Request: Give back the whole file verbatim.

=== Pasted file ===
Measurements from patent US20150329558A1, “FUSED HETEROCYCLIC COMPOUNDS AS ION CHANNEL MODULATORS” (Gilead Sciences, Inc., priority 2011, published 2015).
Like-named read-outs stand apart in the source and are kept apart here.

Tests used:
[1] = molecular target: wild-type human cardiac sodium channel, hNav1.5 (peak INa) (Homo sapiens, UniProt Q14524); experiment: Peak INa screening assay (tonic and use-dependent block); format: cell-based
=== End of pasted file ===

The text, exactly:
Measurements from patent US20150329558A1, “FUSED HETEROCYCLIC COMPOUNDS AS ION CHANNEL MODULATORS” (Gilead Sciences, Inc., priority 2011, published 2015).
Like-named read-outs stand apart in the source and are kept apart here.

Tests used:
[1] = molecular target: wild-type human cardiac sodium channel, hNav1.5 (peak INa) (Homo sapiens, UniProt Q14524); experiment: Peak INa screening assay (tonic and use-dependent block); format: cell-based